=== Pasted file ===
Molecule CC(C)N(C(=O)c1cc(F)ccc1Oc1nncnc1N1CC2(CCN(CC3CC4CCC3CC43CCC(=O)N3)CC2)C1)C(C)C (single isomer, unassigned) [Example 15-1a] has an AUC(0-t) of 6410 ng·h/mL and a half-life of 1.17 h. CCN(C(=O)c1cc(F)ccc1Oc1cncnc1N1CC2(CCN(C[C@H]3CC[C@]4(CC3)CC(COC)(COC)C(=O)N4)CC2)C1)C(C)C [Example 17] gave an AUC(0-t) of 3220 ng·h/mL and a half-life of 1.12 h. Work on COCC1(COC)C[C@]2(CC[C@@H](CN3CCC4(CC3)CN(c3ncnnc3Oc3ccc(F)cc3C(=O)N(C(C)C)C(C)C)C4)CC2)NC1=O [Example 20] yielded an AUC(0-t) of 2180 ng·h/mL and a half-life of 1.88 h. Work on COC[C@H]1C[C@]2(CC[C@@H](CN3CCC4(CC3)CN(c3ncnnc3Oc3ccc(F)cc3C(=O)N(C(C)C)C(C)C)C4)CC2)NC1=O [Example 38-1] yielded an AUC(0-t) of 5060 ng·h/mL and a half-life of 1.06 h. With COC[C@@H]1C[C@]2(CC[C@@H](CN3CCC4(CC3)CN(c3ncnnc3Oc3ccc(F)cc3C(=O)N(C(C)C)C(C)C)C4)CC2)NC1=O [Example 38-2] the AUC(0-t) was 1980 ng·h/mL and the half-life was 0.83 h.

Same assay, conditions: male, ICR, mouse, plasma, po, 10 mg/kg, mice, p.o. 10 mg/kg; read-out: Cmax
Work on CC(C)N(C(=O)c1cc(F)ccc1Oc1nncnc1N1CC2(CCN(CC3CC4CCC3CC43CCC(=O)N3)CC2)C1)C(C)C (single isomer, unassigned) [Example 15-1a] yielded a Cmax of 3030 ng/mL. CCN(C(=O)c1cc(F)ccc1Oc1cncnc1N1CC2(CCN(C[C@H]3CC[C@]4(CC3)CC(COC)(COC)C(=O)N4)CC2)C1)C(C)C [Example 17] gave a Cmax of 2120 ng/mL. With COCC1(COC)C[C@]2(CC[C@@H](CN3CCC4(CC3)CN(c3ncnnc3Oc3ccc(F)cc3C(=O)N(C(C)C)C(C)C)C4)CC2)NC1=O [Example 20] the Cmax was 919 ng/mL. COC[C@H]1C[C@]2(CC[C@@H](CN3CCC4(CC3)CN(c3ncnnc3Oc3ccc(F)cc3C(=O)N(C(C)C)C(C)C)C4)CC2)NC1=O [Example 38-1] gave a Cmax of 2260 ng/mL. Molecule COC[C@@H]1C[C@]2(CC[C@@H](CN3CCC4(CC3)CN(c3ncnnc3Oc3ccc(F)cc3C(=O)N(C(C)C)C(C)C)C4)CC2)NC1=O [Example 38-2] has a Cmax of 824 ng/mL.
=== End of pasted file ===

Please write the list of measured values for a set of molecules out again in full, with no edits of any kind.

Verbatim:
Molecule CC(C)N(C(=O)c1cc(F)ccc1Oc1nncnc1N1CC2(CCN(CC3CC4CCC3CC43CCC(=O)N3)CC2)C1)C(C)C (single isomer, unassigned) [Example 15-1a] has an AUC(0-t) of 6410 ng·h/mL and a half-life of 1.17 h. CCN(C(=O)c1cc(F)ccc1Oc1cncnc1N1CC2(CCN(C[C@H]3CC[C@]4(CC3)CC(COC)(COC)C(=O)N4)CC2)C1)C(C)C [Example 17] gave an AUC(0-t) of 3220 ng·h/mL and a half-life of 1.12 h. Work on COCC1(COC)C[C@]2(CC[C@@H](CN3CCC4(CC3)CN(c3ncnnc3Oc3ccc(F)cc3C(=O)N(C(C)C)C(C)C)C4)CC2)NC1=O [Example 20] yielded an AUC(0-t) of 2180 ng·h/mL and a half-life of 1.88 h. Work on COC[C@H]1C[C@]2(CC[C@@H](CN3CCC4(CC3)CN(c3ncnnc3Oc3ccc(F)cc3C(=O)N(C(C)C)C(C)C)C4)CC2)NC1=O [Example 38-1] yielded an AUC(0-t) of 5060 ng·h/mL and a half-life of 1.06 h. With COC[C@@H]1C[C@]2(CC[C@@H](CN3CCC4(CC3)CN(c3ncnnc3Oc3ccc(F)cc3C(=O)N(C(C)C)C(C)C)C4)CC2)NC1=O [Example 38-2] the AUC(0-t) was 1980 ng·h/mL and the half-life was 0.83 h.

Same assay, conditions: male, ICR, mouse, plasma, po, 10 mg/kg, mice, p.o. 10 mg/kg; read-out: Cmax
Work on CC(C)N(C(=O)c1cc(F)ccc1Oc1nncnc1N1CC2(CCN(CC3CC4CCC3CC43CCC(=O)N3)CC2)C1)C(C)C (single isomer, unassigned) [Example 15-1a] yielded a Cmax of 3030 ng/mL. CCN(C(=O)c1cc(F)ccc1Oc1cncnc1N1CC2(CCN(C[C@H]3CC[C@]4(CC3)CC(COC)(COC)C(=O)N4)CC2)C1)C(C)C [Example 17] gave a Cmax of 2120 ng/mL. With COCC1(COC)C[C@]2(CC[C@@H](CN3CCC4(CC3)CN(c3ncnnc3Oc3ccc(F)cc3C(=O)N(C(C)C)C(C)C)C4)CC2)NC1=O [Example 20] the Cmax was 919 ng/mL. COC[C@H]1C[C@]2(CC[C@@H](CN3CCC4(CC3)CN(c3ncnnc3Oc3ccc(F)cc3C(=O)N(C(C)C)C(C)C)C4)CC2)NC1=O [Example 38-1] gave a Cmax of 2260 ng/mL. Molecule COC[C@@H]1C[C@]2(CC[C@@H](CN3CCC4(CC3)CN(c3ncnnc3Oc3ccc(F)cc3C(=O)N(C(C)C)C(C)C)C4)CC2)NC1=O [Example 38-2] has a Cmax of 824 ng/mL.